EXCLUSIVE: Chamisa’s BOLD promise sends sh0ckwaves, makes it rain Zimdollar notes at Sakubva


In a jaw-dropping display of grand promises, opposition leader Nelson Chamisa made it rain Zimdollar notes at the Sakubva Sports Oval, declaring that he would abolish the local currency and put an end to violence and centralization of power if elected as President. The charismatic leader’s speech ignited excitement among his supporters, who eagerly threw currency notes into the air, momentarily halting his address.

Chamisa, addressing the enthusiastic crowd, passionately proclaimed, “Let us bid farewell to the worthless local currency. We want to ensure that people earn money with real value. Voting for me will mark the demise of the local currency.” His words resonated with the crowd, reflecting the frustration many Zimbabweans have experienced due to the ongoing struggles with the national currency.

With the local currency slowly recovering from a sharp depreciation against the United States dollar, Chamisa’s promise struck a chord with those who have suffered the brunt of economic instability.

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The opposition leader also expressed concern over what he referred to as a culture of name-dropping perpetuated by the ruling Zanu PF government. Chamisa vowed to eradicate this practice once in power, emphasizing his commitment to ending violence and lawlessness.

“We have witnessed people committing heinous acts, disregarding the law and behaving as if they are above it. They do so under the protection of the Zanu PF flag. Just days ago, one of our supporters was tragically killed in Harare. There will be no accountability, and this cannot continue. Under my leadership, violence will become a relic of the past,” Chamisa passionately declared.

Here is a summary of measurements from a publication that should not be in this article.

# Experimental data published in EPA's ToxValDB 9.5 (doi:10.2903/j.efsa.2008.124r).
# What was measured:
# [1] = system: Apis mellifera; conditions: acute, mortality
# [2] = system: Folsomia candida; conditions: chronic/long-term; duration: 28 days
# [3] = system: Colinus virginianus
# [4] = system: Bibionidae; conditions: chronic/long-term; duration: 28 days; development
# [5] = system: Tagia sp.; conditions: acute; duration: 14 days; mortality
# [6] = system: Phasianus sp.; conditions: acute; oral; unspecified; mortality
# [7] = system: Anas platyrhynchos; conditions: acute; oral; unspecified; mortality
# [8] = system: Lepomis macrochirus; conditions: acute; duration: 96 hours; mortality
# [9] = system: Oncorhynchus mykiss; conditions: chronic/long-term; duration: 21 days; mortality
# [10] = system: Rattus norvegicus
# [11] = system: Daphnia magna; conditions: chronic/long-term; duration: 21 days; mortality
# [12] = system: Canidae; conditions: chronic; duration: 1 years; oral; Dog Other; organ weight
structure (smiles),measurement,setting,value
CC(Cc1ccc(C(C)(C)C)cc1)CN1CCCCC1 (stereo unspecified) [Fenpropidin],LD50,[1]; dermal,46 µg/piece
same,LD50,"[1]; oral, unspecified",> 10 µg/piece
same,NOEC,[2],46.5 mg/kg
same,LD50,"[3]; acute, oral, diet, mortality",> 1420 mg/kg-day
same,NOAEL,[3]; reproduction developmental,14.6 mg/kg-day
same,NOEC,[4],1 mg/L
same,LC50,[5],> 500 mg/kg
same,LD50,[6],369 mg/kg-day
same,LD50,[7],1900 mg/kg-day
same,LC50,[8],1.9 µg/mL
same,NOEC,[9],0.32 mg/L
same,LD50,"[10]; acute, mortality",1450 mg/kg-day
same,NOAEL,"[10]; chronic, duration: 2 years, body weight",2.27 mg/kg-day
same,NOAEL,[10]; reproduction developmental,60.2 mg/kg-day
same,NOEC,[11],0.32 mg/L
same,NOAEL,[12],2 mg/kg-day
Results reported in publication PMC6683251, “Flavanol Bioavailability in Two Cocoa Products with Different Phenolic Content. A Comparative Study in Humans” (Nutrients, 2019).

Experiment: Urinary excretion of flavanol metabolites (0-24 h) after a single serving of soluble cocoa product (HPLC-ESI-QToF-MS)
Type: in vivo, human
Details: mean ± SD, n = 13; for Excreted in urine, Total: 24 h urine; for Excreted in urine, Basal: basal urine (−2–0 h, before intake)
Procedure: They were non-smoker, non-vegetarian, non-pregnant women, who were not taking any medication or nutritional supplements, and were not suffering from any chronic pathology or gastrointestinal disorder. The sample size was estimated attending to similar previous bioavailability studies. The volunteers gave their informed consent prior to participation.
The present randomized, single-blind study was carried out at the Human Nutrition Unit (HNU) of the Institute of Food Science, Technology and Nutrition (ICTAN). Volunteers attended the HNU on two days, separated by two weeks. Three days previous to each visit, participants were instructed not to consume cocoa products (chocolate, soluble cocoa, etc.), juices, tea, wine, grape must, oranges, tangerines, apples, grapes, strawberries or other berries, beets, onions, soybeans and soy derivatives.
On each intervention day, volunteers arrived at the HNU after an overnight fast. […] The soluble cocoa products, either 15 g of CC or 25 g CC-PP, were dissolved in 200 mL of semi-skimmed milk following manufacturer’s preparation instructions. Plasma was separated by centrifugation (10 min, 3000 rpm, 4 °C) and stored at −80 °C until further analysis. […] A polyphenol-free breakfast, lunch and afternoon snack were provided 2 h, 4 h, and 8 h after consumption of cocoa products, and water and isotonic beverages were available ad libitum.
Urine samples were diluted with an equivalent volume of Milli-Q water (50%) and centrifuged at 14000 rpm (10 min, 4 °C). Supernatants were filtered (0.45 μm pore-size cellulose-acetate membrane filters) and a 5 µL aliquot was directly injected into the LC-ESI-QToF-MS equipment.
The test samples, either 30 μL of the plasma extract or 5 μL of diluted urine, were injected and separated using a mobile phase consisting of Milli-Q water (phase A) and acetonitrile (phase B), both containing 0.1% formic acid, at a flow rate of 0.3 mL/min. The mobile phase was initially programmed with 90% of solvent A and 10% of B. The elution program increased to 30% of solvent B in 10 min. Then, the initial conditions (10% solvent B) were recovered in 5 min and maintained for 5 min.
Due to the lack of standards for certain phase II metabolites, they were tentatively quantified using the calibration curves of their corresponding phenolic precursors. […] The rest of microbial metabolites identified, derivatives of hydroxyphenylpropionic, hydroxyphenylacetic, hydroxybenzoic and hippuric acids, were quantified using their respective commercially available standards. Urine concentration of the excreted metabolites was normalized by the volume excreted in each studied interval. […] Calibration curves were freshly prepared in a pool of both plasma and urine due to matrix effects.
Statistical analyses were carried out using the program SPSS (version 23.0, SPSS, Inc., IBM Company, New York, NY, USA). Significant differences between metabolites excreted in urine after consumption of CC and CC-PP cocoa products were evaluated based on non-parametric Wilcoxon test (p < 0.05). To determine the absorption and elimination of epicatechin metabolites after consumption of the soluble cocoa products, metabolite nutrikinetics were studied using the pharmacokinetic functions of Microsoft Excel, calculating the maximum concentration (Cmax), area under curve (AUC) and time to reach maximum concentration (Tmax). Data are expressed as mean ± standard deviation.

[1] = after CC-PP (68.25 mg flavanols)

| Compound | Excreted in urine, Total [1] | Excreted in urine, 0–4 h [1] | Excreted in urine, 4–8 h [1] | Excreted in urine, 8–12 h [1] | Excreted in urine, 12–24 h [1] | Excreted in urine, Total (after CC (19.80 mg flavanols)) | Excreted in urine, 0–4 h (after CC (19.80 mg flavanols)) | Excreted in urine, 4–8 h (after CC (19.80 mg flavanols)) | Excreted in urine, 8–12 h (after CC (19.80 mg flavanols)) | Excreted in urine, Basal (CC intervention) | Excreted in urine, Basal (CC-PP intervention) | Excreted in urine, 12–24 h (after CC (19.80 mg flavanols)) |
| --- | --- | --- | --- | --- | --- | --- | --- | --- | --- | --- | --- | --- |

Reports of violence and intimidation leading up to the upcoming general elections have been on the rise, particularly in rural areas, with chiefs and headmen allegedly spearheading these acts. Chamisa revealed that he had been approached by chiefs who claimed that Zanu PF was pressuring them to compile lists of potential voters.

“Chiefs have confided in me, disclosing that they are being coerced into recording the names of their subjects and forcing them to vote for Zanu PF. Mnangagwa is behaving like Ian Smith, using violence and intimidation to govern without the consent of the people,” Chamisa alleged, drawing a parallel to the former Rhodesian Prime Minister.

In addition to his stance on violence and currency reform, Chamisa highlighted his plans for education, promising to bring an end to the controversial Continuous Assessment Learning Activities system that has caused distress among parents and teachers alike. Furthermore, he pledged to implement free primary education and reintroduce grants at the university level.

Regarding governance, Chamisa emphasized his commitment to devolution, ensuring that towns and cities have the power to make decisions independently.

Chamisa concluded his speech by urging Zimbabweans to bring about change by electing a new leader. “The country is heading in the wrong direction. We need to change the coach, and that coach is Mnangagwa. He has failed us and this nation. We need a new coach,” he asserted.

The rally took place at the Sakubva Sports Oval after the opposition party failed to secure the main stadium, currently undergoing renovations. Chamisa’s electrifying speech left supporters filled with hope and anticipation, with many eagerly awaiting the upcoming general elections as a potential turning point for the nation.

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